A year without meat

MeatWhen I stopped eating meat a year ago, my kids thought it was some kind of hipster fad. And now most people tend to react with bemusement. “Really? Hmm. Why’d you do that?”

And then they're curious. “How do you feel? Don’t you miss it?”

My answers to these questions surprise even me. Giving up meat taught me something about myself I didn’t know - something that has little to do with meat and a lot to do with the process of giving up a habit I’ve had for almost 50 years.

“Why give up meat?”

Omnivore's DilemmaI loved meat. Bacon. Burgers. Pork chops. Lamb shank. Schnitzel. Steak. Chicken. Thanksgiving turkey and Christmas ham. You get the idea.

Then, in 2010, I read Michael Pollan’s “Omnivore’s Dilemma”. Pollan’s not a vegetarian by any stretch (spoiler: he kills and cooks his own wild pig in the end), but he made me think - perhaps for the first time in my life, where my food comes from and how much meat in particular I was eating. (When my mother was growing up, meat was an occasional luxury, but I was eating it 3 times a day.) Pollan made me aware that how the food was produced and under what circumstances made a nutritional, environmental, and moral difference.

"It’s okay", I thought, "I’ll just pay more at Whole Foods and get 'good' meat."

Then I watched “Food, Inc.” and saw where meat comes from and how animals are treated in all but the most exceptional conditions. I knew I didn’t want to be part of some ghoulish systemic torture system and I was too chicken (pun, alas, intended) to kill anything myself, so I starting eating less and less. Finally, when someone at work blogged about being a vegetarian for 30 days, I decided to stop eating meat altogether.

“How do you feel?”

(Photo by Hulton Archive/Getty Images)

The person who asks how I feel usually wants to hear that I’m either radically healthier or I’m suffering from some acute protein deficiency. Neither is true. I feel the same and my recent check-up shows everything is normal. The only real change was my LDL cholesterol went down by 10%.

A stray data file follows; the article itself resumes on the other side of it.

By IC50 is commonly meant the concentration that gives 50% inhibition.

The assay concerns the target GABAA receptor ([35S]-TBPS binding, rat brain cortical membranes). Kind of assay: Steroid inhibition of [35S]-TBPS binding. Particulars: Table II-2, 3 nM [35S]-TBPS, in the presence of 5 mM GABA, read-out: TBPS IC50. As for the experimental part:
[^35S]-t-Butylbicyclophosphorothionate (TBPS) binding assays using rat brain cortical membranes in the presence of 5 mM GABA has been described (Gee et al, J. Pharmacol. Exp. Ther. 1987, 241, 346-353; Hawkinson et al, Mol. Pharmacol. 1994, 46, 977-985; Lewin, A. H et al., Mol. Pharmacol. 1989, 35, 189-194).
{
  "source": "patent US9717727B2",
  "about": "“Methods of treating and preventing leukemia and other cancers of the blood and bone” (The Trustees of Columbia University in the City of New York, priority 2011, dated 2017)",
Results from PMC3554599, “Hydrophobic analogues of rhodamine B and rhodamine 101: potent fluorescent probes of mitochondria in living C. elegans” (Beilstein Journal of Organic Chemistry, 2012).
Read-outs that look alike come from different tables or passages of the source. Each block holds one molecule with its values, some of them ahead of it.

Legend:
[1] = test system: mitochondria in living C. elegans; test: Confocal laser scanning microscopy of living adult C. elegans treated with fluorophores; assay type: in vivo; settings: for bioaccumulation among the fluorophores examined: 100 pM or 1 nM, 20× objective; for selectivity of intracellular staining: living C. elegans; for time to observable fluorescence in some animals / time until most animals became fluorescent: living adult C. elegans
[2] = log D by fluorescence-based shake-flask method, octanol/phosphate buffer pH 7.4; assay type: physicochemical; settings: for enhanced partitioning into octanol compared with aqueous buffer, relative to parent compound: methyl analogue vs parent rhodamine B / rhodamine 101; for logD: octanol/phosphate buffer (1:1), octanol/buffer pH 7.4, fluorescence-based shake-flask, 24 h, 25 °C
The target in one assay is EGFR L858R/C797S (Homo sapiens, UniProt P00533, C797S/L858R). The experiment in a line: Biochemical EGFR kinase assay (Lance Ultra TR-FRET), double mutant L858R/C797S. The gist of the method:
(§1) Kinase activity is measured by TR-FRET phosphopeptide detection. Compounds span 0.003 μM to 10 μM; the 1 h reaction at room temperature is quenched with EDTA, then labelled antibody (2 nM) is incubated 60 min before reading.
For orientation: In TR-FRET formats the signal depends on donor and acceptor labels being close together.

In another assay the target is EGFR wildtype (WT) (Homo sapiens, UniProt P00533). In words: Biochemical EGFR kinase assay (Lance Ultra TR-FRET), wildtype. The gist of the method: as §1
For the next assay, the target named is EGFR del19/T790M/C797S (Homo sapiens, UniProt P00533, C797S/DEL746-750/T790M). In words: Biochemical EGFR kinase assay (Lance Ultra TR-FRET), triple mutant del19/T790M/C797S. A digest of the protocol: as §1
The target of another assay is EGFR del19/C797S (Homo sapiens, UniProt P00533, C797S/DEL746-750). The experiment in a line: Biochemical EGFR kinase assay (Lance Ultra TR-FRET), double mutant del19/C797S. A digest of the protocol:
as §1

I will admit to feeling smug at times but I realize that’s pretty ridiculous. I still eat fish, after all, and I have no issue with anyone else who eats meat, including my kids. So giving up a few foods is really a trivial sacrifice compared to what else I could be doing.

“Don’t you miss it?”

Tempting?No, I don’t miss it. Occasionally a certain smell may trigger my appetite or old cravings, but my brain has been re-wired. Now, those positive associations are quickly overtaken by more negative thoughts and images related to the animal being cooked. (I'll spare you the graphic details. But once you've seen the inside of an industrial animal farm or meat factory it's hard to think "yummy!" when you see and smell a burger.)

The process for changing a habit

New possibilities

The most interesting part of the entire experience wasn’t changing what I ate, it was learning that I could change even a long-rutted habit. And there were 5 key elements of the process:

Increasing awareness: learning more about the negatives of our food system as well as the health and environmental benefits of being meatless.

Setting small achievable goals: I stopped eating meat at breakfast (easy), then lunch (less easy), then altogether (not easy).

Doing it regularly for 30 days: it’s short enough to consider trying anything and long enough to re-wire you.

Providing positive reinforcement: I shared early stories and connected with vegetarians and other meatless people and got joy from being a new person in that tribe.

Getting help: my wife is Japanese and introduced me to all sorts of delicious meatless dishes while providing encouragement.

When I stopped eating meat I did more than just change my diet, I gained confidence that I could change anything I wanted. So now I’m looking forward to some other goals. Next is getting off of a pill I take everyday to reduce my cholesterol. I thought I’d be on it for the rest of my life and just have to risk the side-effects. But my numbers are so low now my doctor said I can stop taking it if I exercise more and make a few additional dietary changes. Those are changes I know I can make.

The best part, though, is not just giving things up but learning and doing new things. Finally practicing yoga. Playing the piano (a lifelong dream). Being able to hold a real conversation in Japanese.

It turns out giving up meat wasn’t about giving up at all, but about opening up and creating new possibilities for a richer, better life.